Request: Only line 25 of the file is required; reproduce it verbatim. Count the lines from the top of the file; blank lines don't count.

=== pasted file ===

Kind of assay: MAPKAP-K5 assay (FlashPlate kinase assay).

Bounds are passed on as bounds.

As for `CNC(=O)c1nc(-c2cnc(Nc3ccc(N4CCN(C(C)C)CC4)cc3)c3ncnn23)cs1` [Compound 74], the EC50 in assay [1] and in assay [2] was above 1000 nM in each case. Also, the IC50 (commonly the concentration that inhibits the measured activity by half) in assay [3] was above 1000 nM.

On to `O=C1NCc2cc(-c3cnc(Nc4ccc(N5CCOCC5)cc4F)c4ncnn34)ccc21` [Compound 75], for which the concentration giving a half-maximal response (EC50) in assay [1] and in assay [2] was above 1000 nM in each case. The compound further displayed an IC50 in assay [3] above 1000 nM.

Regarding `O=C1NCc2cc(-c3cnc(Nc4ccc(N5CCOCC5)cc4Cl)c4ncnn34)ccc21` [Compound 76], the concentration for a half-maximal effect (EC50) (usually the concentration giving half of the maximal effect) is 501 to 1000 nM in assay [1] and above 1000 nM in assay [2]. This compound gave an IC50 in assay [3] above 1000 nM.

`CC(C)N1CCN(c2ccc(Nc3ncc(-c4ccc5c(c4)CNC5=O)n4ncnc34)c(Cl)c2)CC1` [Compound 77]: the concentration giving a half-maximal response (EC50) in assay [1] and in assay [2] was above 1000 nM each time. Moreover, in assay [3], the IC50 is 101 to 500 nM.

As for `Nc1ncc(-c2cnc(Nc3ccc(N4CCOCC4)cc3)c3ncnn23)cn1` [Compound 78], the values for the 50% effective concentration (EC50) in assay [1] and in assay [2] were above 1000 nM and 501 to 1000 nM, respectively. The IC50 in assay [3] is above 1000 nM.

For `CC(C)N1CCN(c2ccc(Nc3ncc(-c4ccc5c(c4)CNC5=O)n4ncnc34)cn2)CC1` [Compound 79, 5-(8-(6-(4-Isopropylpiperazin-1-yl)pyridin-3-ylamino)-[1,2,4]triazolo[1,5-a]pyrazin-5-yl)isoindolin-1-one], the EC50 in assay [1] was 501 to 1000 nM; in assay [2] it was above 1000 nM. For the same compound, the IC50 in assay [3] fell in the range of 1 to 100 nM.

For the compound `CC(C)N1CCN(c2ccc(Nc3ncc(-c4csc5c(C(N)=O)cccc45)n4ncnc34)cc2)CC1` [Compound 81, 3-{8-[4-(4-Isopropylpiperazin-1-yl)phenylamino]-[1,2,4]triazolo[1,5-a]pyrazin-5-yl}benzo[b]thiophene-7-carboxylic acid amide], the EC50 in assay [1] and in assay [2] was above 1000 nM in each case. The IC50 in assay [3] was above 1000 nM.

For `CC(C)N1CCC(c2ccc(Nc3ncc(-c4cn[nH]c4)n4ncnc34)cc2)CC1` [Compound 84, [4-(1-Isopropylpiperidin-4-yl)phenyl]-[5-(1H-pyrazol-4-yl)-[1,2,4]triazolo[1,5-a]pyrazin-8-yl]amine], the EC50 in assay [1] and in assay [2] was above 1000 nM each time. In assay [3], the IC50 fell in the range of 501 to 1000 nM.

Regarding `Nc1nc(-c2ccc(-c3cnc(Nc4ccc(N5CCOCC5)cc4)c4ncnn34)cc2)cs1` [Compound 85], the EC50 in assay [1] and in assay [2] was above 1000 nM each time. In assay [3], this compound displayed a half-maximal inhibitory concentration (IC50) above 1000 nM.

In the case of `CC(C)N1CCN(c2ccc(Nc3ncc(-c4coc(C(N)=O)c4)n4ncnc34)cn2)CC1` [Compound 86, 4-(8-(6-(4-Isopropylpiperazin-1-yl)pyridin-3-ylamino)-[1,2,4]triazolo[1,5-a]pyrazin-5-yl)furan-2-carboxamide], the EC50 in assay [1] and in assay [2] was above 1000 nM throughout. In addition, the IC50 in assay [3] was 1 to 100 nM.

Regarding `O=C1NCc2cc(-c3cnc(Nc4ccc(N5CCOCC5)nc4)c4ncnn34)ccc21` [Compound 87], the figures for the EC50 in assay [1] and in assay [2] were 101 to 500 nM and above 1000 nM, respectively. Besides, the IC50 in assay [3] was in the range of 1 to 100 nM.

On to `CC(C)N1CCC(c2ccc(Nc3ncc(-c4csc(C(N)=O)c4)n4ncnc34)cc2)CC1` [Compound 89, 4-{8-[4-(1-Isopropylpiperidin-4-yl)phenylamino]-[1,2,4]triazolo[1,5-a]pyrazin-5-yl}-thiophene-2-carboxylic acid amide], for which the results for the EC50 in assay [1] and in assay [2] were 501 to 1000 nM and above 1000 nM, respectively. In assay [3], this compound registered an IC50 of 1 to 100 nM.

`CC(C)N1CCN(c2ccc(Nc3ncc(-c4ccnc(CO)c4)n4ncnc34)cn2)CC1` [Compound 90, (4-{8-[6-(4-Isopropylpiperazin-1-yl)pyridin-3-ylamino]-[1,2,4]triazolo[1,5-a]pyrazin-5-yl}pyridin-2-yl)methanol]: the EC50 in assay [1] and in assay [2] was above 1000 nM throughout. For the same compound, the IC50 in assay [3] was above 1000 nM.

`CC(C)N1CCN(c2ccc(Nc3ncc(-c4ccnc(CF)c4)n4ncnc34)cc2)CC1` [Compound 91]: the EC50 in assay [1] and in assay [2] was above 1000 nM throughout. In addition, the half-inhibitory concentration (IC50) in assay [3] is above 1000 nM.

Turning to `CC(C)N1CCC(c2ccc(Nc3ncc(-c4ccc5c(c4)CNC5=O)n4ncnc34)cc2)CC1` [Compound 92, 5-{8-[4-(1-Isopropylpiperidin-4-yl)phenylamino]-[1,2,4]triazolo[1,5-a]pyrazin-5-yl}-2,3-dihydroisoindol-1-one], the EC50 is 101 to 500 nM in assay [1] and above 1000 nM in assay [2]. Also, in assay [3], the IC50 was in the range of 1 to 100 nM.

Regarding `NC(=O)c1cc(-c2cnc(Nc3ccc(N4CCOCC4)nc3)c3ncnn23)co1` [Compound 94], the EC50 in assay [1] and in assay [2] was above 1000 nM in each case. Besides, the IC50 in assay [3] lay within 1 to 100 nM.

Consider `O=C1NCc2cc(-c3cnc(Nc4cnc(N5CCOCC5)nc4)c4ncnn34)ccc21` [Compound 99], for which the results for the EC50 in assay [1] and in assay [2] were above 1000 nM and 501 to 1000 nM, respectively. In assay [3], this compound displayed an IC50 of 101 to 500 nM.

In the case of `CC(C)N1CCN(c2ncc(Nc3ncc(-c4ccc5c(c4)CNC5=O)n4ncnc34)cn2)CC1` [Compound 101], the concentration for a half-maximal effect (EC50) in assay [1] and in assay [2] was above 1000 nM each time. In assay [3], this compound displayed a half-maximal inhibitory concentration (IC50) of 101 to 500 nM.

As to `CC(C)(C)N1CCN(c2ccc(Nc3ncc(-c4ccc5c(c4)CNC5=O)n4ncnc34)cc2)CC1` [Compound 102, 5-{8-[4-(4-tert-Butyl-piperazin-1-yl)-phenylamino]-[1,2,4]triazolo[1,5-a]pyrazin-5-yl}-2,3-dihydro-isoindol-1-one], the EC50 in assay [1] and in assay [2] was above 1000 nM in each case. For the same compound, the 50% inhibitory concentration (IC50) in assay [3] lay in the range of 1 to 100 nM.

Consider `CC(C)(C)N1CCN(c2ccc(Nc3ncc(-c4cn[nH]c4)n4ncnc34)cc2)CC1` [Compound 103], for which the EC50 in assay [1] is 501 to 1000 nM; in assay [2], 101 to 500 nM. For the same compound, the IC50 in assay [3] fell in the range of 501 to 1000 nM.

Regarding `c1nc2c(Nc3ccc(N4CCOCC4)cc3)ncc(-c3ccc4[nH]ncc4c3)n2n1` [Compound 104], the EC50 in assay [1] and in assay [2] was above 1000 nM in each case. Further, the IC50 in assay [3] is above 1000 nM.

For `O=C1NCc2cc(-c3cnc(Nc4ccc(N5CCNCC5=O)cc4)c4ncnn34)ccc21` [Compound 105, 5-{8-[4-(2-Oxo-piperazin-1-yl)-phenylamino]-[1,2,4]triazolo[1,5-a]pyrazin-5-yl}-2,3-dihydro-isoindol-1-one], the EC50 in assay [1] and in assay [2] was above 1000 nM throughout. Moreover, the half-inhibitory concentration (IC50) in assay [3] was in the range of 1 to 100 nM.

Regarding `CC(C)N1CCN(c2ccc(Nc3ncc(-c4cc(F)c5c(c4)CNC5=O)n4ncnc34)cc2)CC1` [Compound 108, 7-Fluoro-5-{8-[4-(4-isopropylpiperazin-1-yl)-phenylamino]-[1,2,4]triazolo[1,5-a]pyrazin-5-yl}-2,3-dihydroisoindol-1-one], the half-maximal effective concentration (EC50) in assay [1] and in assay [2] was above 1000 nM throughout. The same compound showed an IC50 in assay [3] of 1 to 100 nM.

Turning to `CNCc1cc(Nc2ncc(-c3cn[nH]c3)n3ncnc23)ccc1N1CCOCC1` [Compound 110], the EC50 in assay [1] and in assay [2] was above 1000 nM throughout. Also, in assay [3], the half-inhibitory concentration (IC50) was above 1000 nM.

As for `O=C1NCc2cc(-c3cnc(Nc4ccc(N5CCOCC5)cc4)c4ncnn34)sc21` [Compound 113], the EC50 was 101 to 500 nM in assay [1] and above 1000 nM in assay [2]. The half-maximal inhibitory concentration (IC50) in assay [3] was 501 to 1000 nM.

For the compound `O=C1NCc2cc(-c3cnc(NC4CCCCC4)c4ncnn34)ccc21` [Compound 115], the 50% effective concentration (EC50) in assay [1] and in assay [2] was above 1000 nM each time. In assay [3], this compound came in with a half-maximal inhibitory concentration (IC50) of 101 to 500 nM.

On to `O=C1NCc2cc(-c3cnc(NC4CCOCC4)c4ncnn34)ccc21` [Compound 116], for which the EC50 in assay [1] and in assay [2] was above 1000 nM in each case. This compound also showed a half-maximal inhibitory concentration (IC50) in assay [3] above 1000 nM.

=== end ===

Regarding `CC(C)N1CCN(c2ccc(Nc3ncc(-c4cc(F)c5c(c4)CNC5=O)n4ncnc34)cc2)CC1` [Compound 108, 7-Fluoro-5-{8-[4-(4-isopropylpiperazin-1-yl)-phenylamino]-[1,2,4]triazolo[1,5-a]pyrazin-5-yl}-2,3-dihydroisoindol-1-one], the half-maximal effective concentration (EC50) in assay [1] and in assay [2] was above 1000 nM throughout. The same compound showed an IC50 in assay [3] of 1 to 100 nM.